Whereas it is necessary for that support of government, for the discharge of the debts of the United States, and the encouragement and protection of manufactures, that duties be laid on goods, wares and merchandise

The Federal legislature, acting under the recently ratified US Constitution, authorized the collection of tariff and tonnage duties to meet the operating costs of the new central government, to provide funds to pay the interest and principal on revolutionary war debts inherited from the Continental Congress. It also provided a degree of protection. "The protective acts of the states furnished the experience on which the national legislators based their proceedings." The general range of duties was by no means such as would have been thought protective in later days; but the intention to protect was there.The debates over the purpose of the tariff exposed the sectional interests at stake: Northern manufacturers favored high duties to protect industry; Southern planters desired a low tariff that would foster cheap consumer imports. The final bill extracted concessions from both interests, but delivered a distinct advantage to maritime and manufacturing regions of the country.Representative James Madison of Virginia navigated to passage, but was unable to insert provisions that would have discriminated against British imports and shift the carrying trade to French and American vessels.

The Tariff Bill was passed in the House by a vote of 31-19 on July 1, 1789; the resultant enrolled Bill was signed by the Speaker of the House and the President of the Senate on July 2, 1789; and President Washington signed the Act in law on July 4, 1789.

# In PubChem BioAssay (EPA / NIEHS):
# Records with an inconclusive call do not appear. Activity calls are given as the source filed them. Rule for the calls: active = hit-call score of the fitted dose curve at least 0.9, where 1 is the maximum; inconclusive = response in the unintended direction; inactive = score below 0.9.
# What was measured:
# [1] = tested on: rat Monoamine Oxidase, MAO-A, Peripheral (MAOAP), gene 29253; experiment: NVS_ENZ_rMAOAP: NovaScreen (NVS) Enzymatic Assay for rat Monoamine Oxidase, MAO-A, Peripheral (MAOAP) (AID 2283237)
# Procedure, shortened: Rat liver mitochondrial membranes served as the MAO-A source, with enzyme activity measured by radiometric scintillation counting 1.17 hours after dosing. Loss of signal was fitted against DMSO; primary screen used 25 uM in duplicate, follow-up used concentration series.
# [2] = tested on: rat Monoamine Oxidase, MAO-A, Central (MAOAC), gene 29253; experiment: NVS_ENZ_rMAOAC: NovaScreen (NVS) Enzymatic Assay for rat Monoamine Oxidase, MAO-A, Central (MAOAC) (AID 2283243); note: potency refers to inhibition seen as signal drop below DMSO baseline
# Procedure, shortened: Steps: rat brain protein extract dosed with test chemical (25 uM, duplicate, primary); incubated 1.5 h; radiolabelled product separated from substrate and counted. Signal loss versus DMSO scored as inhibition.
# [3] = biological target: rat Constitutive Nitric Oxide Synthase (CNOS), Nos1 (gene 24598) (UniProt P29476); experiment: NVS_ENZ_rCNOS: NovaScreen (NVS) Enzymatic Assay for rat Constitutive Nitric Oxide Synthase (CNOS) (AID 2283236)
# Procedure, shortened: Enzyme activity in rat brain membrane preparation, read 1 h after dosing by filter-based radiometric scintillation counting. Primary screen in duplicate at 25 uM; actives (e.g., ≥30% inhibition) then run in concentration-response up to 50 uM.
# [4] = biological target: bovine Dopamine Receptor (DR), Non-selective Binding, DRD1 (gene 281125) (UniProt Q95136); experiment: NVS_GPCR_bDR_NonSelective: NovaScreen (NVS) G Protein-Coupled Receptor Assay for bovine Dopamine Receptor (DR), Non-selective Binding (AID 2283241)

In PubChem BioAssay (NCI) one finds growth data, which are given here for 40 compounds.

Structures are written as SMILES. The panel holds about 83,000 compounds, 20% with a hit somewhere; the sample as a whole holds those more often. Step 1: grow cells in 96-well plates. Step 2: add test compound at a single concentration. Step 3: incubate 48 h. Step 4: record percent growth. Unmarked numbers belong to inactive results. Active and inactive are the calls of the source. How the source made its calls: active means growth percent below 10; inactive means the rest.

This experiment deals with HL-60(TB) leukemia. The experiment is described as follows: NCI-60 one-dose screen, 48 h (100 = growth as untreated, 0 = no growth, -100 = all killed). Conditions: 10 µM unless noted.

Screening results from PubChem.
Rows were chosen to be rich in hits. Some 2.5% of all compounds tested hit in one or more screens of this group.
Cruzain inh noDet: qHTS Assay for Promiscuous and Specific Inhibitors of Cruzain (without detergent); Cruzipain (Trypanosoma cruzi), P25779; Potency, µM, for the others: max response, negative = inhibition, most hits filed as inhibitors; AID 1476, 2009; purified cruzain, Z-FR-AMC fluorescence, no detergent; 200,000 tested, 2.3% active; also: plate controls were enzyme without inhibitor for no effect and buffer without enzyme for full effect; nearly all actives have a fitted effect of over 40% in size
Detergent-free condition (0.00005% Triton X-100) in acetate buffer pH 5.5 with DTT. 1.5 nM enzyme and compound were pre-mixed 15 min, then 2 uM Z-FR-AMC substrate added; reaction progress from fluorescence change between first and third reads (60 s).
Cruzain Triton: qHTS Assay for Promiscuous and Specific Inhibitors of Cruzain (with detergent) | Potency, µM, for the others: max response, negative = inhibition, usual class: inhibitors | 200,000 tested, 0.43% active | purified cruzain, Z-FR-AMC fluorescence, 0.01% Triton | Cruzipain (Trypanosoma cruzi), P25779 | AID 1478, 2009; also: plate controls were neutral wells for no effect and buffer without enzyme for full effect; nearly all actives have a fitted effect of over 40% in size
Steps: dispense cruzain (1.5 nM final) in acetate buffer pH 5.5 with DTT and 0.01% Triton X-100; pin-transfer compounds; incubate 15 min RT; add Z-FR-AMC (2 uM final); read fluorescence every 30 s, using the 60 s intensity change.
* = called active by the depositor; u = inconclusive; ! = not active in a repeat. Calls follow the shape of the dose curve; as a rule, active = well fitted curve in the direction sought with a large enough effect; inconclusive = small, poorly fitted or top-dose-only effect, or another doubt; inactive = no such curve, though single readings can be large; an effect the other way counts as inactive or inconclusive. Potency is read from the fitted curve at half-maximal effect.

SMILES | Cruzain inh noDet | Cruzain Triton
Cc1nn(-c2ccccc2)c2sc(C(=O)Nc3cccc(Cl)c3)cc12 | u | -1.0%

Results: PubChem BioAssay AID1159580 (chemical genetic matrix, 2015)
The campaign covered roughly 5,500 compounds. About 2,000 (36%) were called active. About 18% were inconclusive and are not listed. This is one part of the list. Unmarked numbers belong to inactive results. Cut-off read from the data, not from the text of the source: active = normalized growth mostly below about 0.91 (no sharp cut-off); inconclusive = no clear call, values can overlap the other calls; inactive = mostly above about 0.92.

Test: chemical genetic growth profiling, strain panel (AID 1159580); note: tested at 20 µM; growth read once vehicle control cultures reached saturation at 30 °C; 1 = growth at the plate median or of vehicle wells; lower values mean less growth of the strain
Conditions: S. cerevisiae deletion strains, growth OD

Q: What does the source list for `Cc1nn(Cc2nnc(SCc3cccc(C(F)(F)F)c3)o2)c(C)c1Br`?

Tenth Amendment to the United States Constitution

The Tenth Amendment (Amendment X) to the United States Constitution, which is part of the Bill of Rights, was ratified on December 15, 1791. It expresses the principle of federalism and states' rights, which strictly supports the entire plan of the original Constitution for the United States of America, by stating that the federal government possesses only those powers delegated to it by the United States Constitution. All remaining powers are reserved for the states or the people.

The amendment was proposed by the 1st United States Congress in 1789 during its first term following the adoption of the Constitution. It was considered by many members as a prerequisite to many state ratifications of the Constitution and particularly to satisfy demands of Anti-Federalists who opposed the creation of a stronger federal government.

The drafters of this amendment had two purposes in mind: first, as a necessary rule of construction; and second, as a reaffirmation of the nature of federalism.

Twenty-seventh Amendment to the United States Constitution

The Twenty-seventh Amendment (Amendment XXVII) to the United States Constitution prohibits any law that increases or decreases the salary of members of Congress from taking effect until the start of the next set of terms of office for Representatives. The amendment is the most recent to be adopted, but one of the first proposed.

It was submitted by the 1st Congress to the states for ratification on September 25, 1789, along with eleven other proposed amendments. While ten of these twelve proposals were ratified in 1791 to become the Bill of Rights, what would become the Twenty-seventh Amendment and the proposed Congressional Apportionment Amendment did not get ratified by enough states for them to also come into force with the first ten amendments.

The proposed congressional pay amendment was largely forgotten until 1982, when Gregory Watson, a 19-year-old sophomore at the University of Texas at Austin, wrote a paper for a government class in which he claimed that the amendment could still be ratified. A teaching assistant graded the paper a "C" and an appeal to the professor, Sharon Waite, failed, motivating Watson to launch a nationwide campaign to complete its ratification. The amendment eventually became part of the United States Constitution, effective May 5, 1992, completing a record-setting ratification period of 202 years, 7 months, and 10 days.

United States Congresses (and year convened)